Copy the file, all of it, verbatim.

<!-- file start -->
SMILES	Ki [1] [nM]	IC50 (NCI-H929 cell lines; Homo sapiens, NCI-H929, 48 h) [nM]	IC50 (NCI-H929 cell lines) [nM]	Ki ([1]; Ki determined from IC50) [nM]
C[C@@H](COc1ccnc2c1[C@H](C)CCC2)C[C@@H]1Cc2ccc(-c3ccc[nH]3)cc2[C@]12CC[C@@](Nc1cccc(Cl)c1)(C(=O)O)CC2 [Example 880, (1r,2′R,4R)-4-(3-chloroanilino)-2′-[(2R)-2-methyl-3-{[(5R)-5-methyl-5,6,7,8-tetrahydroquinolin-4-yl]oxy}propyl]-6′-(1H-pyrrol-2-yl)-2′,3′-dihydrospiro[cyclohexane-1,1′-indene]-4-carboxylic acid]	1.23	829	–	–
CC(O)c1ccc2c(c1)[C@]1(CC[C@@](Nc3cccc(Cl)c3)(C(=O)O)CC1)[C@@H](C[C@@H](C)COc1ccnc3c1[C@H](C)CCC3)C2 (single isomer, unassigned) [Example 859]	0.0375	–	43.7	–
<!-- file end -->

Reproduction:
SMILES	Ki [1] [nM]	IC50 (NCI-H929 cell lines; Homo sapiens, NCI-H929, 48 h) [nM]	IC50 (NCI-H929 cell lines) [nM]	Ki ([1]; Ki determined from IC50) [nM]
C[C@@H](COc1ccnc2c1[C@H](C)CCC2)C[C@@H]1Cc2ccc(-c3ccc[nH]3)cc2[C@]12CC[C@@](Nc1cccc(Cl)c1)(C(=O)O)CC2 [Example 880, (1r,2′R,4R)-4-(3-chloroanilino)-2′-[(2R)-2-methyl-3-{[(5R)-5-methyl-5,6,7,8-tetrahydroquinolin-4-yl]oxy}propyl]-6′-(1H-pyrrol-2-yl)-2′,3′-dihydrospiro[cyclohexane-1,1′-indene]-4-carboxylic acid]	1.23	829	–	–
CC(O)c1ccc2c(c1)[C@]1(CC[C@@](Nc3cccc(Cl)c3)(C(=O)O)CC1)[C@@H](C[C@@H](C)COc1ccnc3c1[C@H](C)CCC3)C2 (single isomer, unassigned) [Example 859]	0.0375	–	43.7	–